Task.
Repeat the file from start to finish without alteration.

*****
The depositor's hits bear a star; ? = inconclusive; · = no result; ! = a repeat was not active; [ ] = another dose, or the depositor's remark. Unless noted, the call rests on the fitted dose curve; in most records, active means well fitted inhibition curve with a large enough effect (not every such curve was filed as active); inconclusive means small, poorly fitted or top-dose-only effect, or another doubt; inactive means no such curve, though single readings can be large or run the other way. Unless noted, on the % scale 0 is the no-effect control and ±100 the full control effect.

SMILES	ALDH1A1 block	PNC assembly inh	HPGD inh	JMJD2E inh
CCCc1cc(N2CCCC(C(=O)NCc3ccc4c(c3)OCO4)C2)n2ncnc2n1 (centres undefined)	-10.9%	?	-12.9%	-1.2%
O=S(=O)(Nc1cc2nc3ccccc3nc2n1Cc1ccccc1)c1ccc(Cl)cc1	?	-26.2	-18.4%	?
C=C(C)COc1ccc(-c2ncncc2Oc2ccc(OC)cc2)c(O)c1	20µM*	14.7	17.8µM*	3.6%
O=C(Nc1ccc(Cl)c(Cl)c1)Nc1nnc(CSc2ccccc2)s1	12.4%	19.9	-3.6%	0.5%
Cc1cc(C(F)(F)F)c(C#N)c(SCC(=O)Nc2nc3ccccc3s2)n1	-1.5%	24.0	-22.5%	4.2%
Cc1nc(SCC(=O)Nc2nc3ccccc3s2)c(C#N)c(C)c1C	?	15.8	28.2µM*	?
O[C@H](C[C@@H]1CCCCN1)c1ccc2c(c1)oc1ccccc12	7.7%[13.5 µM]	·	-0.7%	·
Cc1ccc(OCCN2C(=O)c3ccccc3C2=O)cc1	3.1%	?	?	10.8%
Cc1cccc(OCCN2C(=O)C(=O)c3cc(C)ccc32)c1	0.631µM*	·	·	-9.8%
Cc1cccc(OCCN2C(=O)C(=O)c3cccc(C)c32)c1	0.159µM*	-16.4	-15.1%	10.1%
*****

The depositor's hits bear a star; ? = inconclusive; · = no result; ! = a repeat was not active; [ ] = another dose, or the depositor's remark. Unless noted, the call rests on the fitted dose curve; in most records, active means well fitted inhibition curve with a large enough effect (not every such curve was filed as active); inconclusive means small, poorly fitted or top-dose-only effect, or another doubt; inactive means no such curve, though single readings can be large or run the other way. Unless noted, on the % scale 0 is the no-effect control and ±100 the full control effect.

SMILES	ALDH1A1 block	PNC assembly inh	HPGD inh	JMJD2E inh
CCCc1cc(N2CCCC(C(=O)NCc3ccc4c(c3)OCO4)C2)n2ncnc2n1 (centres undefined)	-10.9%	?	-12.9%	-1.2%
O=S(=O)(Nc1cc2nc3ccccc3nc2n1Cc1ccccc1)c1ccc(Cl)cc1	?	-26.2	-18.4%	?
C=C(C)COc1ccc(-c2ncncc2Oc2ccc(OC)cc2)c(O)c1	20µM*	14.7	17.8µM*	3.6%
O=C(Nc1ccc(Cl)c(Cl)c1)Nc1nnc(CSc2ccccc2)s1	12.4%	19.9	-3.6%	0.5%
Cc1cc(C(F)(F)F)c(C#N)c(SCC(=O)Nc2nc3ccccc3s2)n1	-1.5%	24.0	-22.5%	4.2%
Cc1nc(SCC(=O)Nc2nc3ccccc3s2)c(C#N)c(C)c1C	?	15.8	28.2µM*	?
O[C@H](C[C@@H]1CCCCN1)c1ccc2c(c1)oc1ccccc12	7.7%[13.5 µM]	·	-0.7%	·
Cc1ccc(OCCN2C(=O)c3ccccc3C2=O)cc1	3.1%	?	?	10.8%
Cc1cccc(OCCN2C(=O)C(=O)c3cc(C)ccc32)c1	0.631µM*	·	·	-9.8%
Cc1cccc(OCCN2C(=O)C(=O)c3cccc(C)c32)c1	0.159µM*	-16.4	-15.1%	10.1%